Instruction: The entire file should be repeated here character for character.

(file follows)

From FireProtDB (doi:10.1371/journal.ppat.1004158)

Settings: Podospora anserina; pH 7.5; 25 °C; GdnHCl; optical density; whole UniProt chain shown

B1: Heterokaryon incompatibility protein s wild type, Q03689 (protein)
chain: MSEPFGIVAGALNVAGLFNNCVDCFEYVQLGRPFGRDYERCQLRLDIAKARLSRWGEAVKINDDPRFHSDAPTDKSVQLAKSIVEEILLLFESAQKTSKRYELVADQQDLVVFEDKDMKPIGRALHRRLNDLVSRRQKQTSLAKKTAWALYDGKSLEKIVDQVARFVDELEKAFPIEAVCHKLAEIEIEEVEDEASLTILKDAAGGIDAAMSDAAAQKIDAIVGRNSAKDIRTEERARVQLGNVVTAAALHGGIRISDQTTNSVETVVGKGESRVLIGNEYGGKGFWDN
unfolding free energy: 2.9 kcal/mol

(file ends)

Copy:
From FireProtDB (doi:10.1371/journal.ppat.1004158)

Settings: Podospora anserina; pH 7.5; 25 °C; GdnHCl; optical density; whole UniProt chain shown

B1: Heterokaryon incompatibility protein s wild type, Q03689 (protein)
chain: MSEPFGIVAGALNVAGLFNNCVDCFEYVQLGRPFGRDYERCQLRLDIAKARLSRWGEAVKINDDPRFHSDAPTDKSVQLAKSIVEEILLLFESAQKTSKRYELVADQQDLVVFEDKDMKPIGRALHRRLNDLVSRRQKQTSLAKKTAWALYDGKSLEKIVDQVARFVDELEKAFPIEAVCHKLAEIEIEEVEDEASLTILKDAAGGIDAAMSDAAAQKIDAIVGRNSAKDIRTEERARVQLGNVVTAAALHGGIRISDQTTNSVETVVGKGESRVLIGNEYGGKGFWDN
unfolding free energy: 2.9 kcal/mol